Where are you from and how did you get into the art you do?
I was born and raised in New Jersey. I grew up on classic rock. I grew up in central Jersey in the 80s when it was more rural than it is today. All my family was from North Jersey though so I was able to have that busy-rush that comes with north traffic and laid back attitude down in central, which I still have today.
I used to play in the woods as a kid, all day. That's what there was to do.
Getting into skating and that culture in ninth grade totally changed my life and had a profound impact on who I am today. I was never that good at skating, not good at all, but it was fun. The kids I started hanging out with turned me on to all sorts of good music, photography in skate magazines, and art. The classic rock went perfect with it.
One particular close friend was really into art and graffiti, and eventually I got into both too. Trying my hand a little at each, I tried to find my own thing.
Over time, I met a bunch of new people who influenced me even more through graff but what was so great about these dudes, is that they were amazing artists, and that's what really turned me onto them. I was fortunate to be able to meet and become friends with Navy8, Chip7 and Eye.
My education in art was never formal and it has been through friends that I was able to learn techniques and be encouraged to follow through in what I was doing.
What medium do you like to use? And why would you say you prefer it?
Much of my work winds up being cardboard which I then place in a frame. I like the way ink bleeds in to it and acrylic paint can be applied to it, as well as how paper can be easily glued to it.
Can you tell us what your typical process of creating a work is like?
I need to be surrounded by visual and auditory stimulus. Listening to music or the television, having a conversation in person with someone, as well as reading a book or looking at the newspaper or a magazine is ideal working conditions. When I am drawing or painting, I am typically watching television, listening to music and have something (as strange as it may seem) like Newsweek lying open near me.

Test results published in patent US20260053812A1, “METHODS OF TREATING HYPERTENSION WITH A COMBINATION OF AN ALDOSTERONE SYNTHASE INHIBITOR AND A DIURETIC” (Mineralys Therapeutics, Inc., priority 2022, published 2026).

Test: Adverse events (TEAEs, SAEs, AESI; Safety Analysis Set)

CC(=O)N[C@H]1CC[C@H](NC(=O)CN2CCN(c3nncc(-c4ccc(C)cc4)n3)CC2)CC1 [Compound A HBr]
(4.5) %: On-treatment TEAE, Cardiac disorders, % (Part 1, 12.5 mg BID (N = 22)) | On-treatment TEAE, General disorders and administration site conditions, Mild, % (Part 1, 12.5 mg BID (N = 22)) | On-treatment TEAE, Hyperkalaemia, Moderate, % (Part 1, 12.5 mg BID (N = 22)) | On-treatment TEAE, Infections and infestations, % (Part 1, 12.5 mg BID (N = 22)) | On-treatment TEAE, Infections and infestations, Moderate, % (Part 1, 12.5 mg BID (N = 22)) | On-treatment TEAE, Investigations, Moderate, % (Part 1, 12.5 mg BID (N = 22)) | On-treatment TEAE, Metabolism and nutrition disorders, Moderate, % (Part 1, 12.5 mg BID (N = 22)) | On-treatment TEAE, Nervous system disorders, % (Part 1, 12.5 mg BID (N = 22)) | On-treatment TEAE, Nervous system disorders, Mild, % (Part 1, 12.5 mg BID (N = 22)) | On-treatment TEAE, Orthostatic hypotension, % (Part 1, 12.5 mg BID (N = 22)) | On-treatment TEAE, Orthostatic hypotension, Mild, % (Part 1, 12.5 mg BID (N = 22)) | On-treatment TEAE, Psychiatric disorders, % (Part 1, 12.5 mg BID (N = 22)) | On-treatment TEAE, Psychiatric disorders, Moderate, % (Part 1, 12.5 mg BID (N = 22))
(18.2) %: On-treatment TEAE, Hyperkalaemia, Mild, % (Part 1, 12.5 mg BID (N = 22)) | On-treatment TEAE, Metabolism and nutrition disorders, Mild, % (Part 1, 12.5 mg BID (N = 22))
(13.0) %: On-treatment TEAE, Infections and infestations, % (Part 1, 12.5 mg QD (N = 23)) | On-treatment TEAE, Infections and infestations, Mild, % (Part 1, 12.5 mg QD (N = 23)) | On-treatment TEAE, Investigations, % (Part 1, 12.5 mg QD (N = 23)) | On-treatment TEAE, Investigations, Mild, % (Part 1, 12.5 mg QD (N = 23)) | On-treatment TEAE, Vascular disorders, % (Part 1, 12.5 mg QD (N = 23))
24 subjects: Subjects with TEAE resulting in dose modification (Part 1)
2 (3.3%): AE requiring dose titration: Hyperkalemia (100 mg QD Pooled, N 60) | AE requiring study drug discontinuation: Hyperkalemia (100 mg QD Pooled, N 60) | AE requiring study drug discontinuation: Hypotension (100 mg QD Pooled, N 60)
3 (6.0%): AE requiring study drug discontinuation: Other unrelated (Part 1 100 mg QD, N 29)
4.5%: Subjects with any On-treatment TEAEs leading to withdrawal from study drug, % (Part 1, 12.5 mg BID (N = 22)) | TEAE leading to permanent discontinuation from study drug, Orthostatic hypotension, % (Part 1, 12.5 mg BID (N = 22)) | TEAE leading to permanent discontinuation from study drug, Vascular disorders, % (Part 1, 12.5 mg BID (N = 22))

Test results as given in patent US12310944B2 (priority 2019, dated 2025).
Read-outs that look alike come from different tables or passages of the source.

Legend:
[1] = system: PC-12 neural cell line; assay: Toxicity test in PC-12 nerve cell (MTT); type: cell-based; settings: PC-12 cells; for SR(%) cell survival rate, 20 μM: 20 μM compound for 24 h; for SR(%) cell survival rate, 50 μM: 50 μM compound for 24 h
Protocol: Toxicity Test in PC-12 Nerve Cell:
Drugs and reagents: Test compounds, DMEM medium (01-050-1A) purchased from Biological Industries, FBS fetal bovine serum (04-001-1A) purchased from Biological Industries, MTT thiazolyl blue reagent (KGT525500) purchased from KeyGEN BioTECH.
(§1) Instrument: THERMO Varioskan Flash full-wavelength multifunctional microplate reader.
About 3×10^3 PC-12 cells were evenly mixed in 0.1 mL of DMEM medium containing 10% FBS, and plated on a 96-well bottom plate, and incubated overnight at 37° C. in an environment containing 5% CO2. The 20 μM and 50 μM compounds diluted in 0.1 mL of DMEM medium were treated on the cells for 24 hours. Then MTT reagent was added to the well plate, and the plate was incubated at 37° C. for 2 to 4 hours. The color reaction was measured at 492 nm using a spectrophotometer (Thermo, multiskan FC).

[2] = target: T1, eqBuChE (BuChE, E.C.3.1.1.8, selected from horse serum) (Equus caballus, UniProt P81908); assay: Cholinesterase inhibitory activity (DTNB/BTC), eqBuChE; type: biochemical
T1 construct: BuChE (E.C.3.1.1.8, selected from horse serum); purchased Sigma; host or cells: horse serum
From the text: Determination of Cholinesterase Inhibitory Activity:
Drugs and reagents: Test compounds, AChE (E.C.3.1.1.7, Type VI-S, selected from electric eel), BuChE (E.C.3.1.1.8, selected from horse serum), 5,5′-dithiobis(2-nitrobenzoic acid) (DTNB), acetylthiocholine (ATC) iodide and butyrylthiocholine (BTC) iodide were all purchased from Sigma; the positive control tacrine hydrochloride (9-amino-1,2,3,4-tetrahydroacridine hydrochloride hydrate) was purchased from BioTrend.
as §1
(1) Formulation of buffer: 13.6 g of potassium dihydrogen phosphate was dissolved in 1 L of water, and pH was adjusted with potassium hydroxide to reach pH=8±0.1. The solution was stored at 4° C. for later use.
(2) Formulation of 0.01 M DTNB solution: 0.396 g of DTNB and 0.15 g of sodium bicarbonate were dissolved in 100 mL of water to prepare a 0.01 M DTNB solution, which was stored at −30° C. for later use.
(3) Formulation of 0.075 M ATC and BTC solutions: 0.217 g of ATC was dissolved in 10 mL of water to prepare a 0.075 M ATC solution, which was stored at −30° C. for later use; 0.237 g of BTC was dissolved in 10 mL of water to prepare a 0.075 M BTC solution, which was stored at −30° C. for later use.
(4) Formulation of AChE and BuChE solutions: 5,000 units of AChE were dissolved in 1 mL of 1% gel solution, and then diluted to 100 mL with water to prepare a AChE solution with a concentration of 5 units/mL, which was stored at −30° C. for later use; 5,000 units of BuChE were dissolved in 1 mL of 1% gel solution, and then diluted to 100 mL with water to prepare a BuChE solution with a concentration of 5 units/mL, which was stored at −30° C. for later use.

The practice is one I learned from William S. Burroughs. He would listen to multiple radios at the same time, but have each radio tuned in between stations so that he would be able pick up two or three stations with each radio. He would listen to all the words and music coming through and combine them with his own ideas. This is one aspect of his cut-up method.
You mentioned music...so, what music do you like to listen to while you are working?
I would have to say that Earth's "Hex: or Printing in the Infernal Method" has had the most influence upon me by far of any other album the past year. I typically listen to mellow music when drawing or reading though. The new Radiohead album has been getting a lot of play, John Coltrane's Complete Village Vanguard Sessions are a must, Velvet Underground, Magnolia soundtrack, Boredoms, Husky Rescue, Midlake and Neil Young. I listen to all that stuff nonstop.
Alot of your paintings sort of resemble medical or biological diagrams. What is the concept behind them or what are you trying to express?
I'm very into "words." Words are nothing more than symbols, or signifiers. Words have an effect on the brain and nervous system. Language is the highest function of an organism yet it is also this language, that if misinterpreted, can have devastating effects such as war. Words can be very specific images or can be vague, and this vagueness causes miscommunication between at least two organisms. This is where abstraction comes in.
Ideas often do not match verbal structures and through the words I use on a piece, I am trying to connect the two.
The anatomy of a human being is universal, even if it is abstracted. Adding words to it makes the verbal structure of the piece very specific. It's fun to then organize the verbals onto a piece and lay them out, and play with sound and rhythm of what is being shown. Music is universal so they say but our words are not.
Has any film or book inspired a painting?